The Law Journal for the Year 1832-1949: Comprising Reports of Cases in the Courts of Chancery, King's Bench, Common Pleas, Exchequer of Pleas, and Exchequer of Chamber, ...

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E. B. Ince, 1871
 

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Seite 298 - ... shall have been so enjoyed as aforesaid for the full period of forty years, the right thereto shall be deemed absolute and indefeasible, unless it shall appear that the same was enjoyed by some consent or agreement expressly given or made for that purpose by deed or writing.
Seite 71 - ... defectively or imperfectly stated or omitted, and without which it is not to be presumed that either the judge would direct the jury to give or the jury would have given the verdict, such defect, imperfection, or omission is cured by the verdict...
Seite 227 - ... if, whatever a man's real intention may be, he so conducts himself that a reasonable man would take the representation to be true, and believe that it was meant that he should act upon it, and did act upon it as true, the party making the representation would be equally precluded from contesting its truth...
Seite 64 - Where a Court of competent jurisdiction has adjudicated a certain sum to be due from one person to another, a legal obligation arises to pay that sum, on which an action of debt to enforce the judgment may be maintained.
Seite 71 - The general principle on which it depends appears to be that where there is any defect, imperfection, or omission in any pleading, whether in substance or form, which would have been a fatal objection upon demurrer, yet, if the issue joined be such as necessarily required on the trial proof of the facts so defectively or imperfectly stated or omitted, and without which it is not to be presumed that either the judge would direct the jury to give, or the jury would have given, the verdict...
Seite 40 - As a general rule, in order to found a suit in England, for a wrong alleged to have been committed abroad, two conditions must be fulfilled. First, the wrong must be of such a character that it would have been actionable if committed in England. . . . Secondly, the act must not have been justifiable by the law of the place where it was done.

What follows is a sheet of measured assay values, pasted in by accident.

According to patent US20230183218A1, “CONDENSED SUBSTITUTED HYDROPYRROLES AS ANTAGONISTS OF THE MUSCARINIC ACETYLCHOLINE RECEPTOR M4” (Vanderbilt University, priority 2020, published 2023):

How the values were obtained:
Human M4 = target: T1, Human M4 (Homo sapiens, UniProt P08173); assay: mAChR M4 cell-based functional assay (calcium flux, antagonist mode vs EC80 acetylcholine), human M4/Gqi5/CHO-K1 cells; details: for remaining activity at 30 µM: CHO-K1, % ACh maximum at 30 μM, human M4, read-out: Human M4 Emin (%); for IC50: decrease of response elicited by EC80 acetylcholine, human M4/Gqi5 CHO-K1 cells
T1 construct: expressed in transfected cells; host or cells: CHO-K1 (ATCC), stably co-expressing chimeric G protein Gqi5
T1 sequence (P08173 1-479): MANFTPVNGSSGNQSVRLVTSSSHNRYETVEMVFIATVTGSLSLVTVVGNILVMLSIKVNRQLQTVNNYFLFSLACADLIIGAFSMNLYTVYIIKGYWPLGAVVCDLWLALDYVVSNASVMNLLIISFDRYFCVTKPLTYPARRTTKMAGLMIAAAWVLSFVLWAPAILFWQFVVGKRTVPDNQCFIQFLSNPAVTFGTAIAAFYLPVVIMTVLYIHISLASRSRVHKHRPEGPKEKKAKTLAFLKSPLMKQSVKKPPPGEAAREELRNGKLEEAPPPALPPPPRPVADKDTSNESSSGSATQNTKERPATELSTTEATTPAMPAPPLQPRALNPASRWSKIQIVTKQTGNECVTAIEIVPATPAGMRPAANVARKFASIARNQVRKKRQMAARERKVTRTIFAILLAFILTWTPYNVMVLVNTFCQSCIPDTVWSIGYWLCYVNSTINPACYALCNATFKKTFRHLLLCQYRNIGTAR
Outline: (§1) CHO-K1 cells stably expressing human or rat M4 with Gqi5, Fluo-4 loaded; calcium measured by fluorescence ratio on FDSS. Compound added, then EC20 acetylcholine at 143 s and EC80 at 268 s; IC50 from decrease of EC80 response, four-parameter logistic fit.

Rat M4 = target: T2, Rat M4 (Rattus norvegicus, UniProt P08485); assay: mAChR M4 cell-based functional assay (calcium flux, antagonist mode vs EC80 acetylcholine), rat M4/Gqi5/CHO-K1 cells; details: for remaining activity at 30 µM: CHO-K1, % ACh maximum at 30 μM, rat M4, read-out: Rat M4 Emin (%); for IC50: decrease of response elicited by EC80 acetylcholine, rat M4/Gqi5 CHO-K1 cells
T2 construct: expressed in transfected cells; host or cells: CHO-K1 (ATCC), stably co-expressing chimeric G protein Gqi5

Seite 33 - ... and disunited individuals. But if the occasion demands immediate action, and no opportunity is given for procuring the advice or sanction of the magistrate, it is the duty of every subject to act for himself and upon his own responsibility in suppressing a riotous and tumultuous assembly...
Seite 93 - ... it is competent to show that one or both of the contracting parties were agents for other persons and acted as such agents in making the contract, so as to give the benefit of the contract on the one hand to and charge with liability on the other the unnamed principals and this whether the agreement be or be not required to be in writing by the Statute of Frauds; and this evidence in no way contradicts the written agreement.
Seite 36 - Any Colonial Law which is or shall be in any respect repugnant to the Provisions of any Act of Parliament extending to the Colony to which such Law may relate, or repugnant to any Order or Regulation made under Authority of such Act of Parliament, or having in the Colony the Force and Effect of such Act, shall be read subject to such Act, Order or Regulation, and shall, to the Extent of such Repugnancy, but not otherwise, be and remain absolutely void and inoperative.
Seite 31 - Every law that makes an action done before the passing of the law, and which was innocent when done, criminal; and punishes such action.

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